BUSINESS WIRE: Interview: Road User Charging Is Promising, Though Questions Remain, Reports Gabriel Makki of Kapsch TrafficCom
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> Gabriel Makki, tolling expert at Kapsch TrafficCom provides insights into road user charging (RUC) and it´s challenges
VIENNA --(BUSINESS WIRE)-- 01.09.2022 --
The number of vehicles on the roads shows continued growth, while the cost of maintaining road infrastructure is increasing. At the same time, the new environmental protection and sustainability goals are forcing new mobility concepts.
Question: How can tolling still have an impact in this challenging environment?
Gabriel Makki: Traditionally, a toll was introduced as a means to recover the cost of building new road infrastructure and fund its ongoing maintenance. Tolling has also proven to be a powerful tool in shaping traffic to achieve set goals. Among those are for example maintaining throughput and reducing congestion and even emissions. This can be achieved by influencing road user behaviour both on motorways and in urban environments. A toll is in fact very effective in that regard as it inherently affects only those actually using the infrastructure.
Question: What will tolling technology of the future look like?
Gabriel Makki: It is difficult to generalize, because conditions vary between countries. However at the moment, we see that the more forward-looking clients seek to introduce tolling that supports true location and distance-based charging. Their advantage is not only greater flexibility in terms of charging based on actual road used and miles travelled, but they also require less roadside infrastructure. This is worthwhile both for long-term investments and for operating expenses - so it brings CAPEX and OPEX benefits.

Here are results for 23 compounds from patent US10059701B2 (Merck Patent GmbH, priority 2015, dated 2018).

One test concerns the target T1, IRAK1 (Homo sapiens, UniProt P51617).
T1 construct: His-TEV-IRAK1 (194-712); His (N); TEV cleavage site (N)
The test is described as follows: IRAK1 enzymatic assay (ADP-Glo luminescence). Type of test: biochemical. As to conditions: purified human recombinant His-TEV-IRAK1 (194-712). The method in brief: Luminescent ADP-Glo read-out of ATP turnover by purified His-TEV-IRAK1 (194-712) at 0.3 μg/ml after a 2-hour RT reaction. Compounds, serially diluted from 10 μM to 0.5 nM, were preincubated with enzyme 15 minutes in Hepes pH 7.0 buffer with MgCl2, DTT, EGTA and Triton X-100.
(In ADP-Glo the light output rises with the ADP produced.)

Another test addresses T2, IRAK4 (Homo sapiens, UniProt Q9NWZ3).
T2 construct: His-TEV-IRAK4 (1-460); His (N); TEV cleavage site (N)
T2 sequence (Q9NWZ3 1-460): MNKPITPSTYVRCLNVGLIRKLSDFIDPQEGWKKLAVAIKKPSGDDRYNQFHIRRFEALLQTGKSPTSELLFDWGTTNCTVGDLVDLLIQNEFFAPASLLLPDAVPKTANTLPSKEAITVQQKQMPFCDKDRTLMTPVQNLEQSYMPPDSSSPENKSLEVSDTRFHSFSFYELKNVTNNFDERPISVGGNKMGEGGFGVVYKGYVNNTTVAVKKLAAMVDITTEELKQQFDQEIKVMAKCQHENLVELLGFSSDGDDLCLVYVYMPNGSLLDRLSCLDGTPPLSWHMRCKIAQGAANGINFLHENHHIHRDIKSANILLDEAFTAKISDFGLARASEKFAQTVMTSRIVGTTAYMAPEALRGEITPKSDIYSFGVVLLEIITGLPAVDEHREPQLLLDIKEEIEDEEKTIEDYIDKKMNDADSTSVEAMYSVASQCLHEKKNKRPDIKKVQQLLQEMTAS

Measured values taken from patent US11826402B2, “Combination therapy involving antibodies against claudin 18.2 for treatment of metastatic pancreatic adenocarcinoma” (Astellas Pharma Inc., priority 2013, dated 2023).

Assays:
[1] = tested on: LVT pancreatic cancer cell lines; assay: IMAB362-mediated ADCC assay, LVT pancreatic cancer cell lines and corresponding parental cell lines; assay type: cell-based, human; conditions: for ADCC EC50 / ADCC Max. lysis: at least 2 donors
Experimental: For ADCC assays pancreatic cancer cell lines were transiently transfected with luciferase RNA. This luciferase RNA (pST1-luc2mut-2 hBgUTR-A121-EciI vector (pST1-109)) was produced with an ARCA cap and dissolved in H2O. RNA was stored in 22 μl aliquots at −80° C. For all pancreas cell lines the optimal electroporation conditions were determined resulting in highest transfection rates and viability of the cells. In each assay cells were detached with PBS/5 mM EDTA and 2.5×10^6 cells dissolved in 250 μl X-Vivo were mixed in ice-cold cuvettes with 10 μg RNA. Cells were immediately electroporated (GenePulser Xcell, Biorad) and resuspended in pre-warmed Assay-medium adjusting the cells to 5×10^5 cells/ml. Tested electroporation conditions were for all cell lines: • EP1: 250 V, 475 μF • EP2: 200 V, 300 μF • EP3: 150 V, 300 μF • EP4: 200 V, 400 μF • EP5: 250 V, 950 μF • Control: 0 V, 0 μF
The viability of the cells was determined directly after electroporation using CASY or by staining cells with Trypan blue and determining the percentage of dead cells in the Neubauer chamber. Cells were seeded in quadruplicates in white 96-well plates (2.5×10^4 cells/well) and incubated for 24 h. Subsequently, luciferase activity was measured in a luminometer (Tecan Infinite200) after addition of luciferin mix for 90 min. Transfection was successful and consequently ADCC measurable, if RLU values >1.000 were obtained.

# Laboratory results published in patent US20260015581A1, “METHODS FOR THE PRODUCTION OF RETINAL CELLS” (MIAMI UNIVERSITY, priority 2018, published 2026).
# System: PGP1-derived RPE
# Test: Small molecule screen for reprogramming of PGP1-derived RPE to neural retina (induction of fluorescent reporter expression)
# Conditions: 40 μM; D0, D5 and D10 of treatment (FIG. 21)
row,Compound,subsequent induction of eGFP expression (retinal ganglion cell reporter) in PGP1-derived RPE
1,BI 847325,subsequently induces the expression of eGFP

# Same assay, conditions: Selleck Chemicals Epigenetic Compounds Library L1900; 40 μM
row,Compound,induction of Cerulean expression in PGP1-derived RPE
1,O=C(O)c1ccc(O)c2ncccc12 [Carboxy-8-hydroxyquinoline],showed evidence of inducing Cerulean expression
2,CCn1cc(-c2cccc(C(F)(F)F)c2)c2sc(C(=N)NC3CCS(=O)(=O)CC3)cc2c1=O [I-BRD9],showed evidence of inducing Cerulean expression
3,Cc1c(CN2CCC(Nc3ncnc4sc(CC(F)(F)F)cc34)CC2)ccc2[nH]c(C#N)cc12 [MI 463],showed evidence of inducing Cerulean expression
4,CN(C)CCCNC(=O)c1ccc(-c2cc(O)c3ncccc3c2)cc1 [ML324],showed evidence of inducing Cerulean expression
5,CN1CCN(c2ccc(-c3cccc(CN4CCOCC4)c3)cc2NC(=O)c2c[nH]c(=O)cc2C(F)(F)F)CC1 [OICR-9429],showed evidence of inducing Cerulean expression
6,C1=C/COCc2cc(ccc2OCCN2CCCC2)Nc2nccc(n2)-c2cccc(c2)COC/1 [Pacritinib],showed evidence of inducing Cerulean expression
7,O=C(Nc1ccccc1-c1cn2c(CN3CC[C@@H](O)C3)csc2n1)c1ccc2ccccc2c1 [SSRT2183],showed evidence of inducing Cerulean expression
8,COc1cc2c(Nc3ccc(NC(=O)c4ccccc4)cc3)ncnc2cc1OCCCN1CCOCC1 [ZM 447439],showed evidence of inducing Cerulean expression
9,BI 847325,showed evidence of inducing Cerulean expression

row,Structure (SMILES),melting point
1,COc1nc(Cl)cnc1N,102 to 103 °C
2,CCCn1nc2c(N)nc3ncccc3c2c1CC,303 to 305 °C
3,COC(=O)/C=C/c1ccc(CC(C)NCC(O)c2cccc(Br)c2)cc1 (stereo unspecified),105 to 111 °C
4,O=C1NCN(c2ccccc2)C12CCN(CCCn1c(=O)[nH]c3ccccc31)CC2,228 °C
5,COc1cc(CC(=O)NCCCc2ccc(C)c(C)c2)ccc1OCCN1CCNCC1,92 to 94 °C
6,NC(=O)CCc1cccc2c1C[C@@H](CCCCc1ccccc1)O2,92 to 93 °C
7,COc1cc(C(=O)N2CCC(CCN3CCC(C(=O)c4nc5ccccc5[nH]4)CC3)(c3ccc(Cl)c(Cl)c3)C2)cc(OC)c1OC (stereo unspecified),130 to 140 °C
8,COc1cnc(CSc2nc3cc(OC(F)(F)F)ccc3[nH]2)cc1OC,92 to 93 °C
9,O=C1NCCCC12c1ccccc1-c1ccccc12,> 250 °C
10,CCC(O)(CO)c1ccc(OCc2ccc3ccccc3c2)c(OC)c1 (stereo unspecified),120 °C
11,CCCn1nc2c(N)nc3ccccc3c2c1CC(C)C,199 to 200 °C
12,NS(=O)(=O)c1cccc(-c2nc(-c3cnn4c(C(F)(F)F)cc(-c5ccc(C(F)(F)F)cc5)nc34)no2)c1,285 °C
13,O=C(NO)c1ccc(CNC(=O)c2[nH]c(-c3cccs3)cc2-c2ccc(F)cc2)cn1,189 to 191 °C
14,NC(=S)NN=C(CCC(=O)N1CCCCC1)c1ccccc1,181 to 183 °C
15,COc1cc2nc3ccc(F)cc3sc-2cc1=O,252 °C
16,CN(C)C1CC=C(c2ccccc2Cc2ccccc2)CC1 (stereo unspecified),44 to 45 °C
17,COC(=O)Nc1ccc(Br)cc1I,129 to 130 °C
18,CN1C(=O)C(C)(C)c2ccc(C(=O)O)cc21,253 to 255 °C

Question: How does road user charging fit into all this?
Gabriel Makki: Electric vehicle, or EV, adoption promises increased transportation sustainability. But EVs also pose significant challenges for governments – especially in terms of funding infrastructure projects and maintaining existing road networks. This is because EVs will dramatically reduce revenues from fuel taxes in just a few years. One way that governments can address this growing hole in their budgets is to implement a new funding method known as road user charging, also called RUC. This considers the distance travelled by motorists in their vehicles, as well as the type and emissions status of vehicles, and applies charges accordingly.
FULL INTERVIEW at: https://www.kapsch.net/en/press/releases/ktc-20220901-pr-en
Kapsch TrafficCom continues to innovate in the tolling space: Tolling Transformation (kapsch.net)
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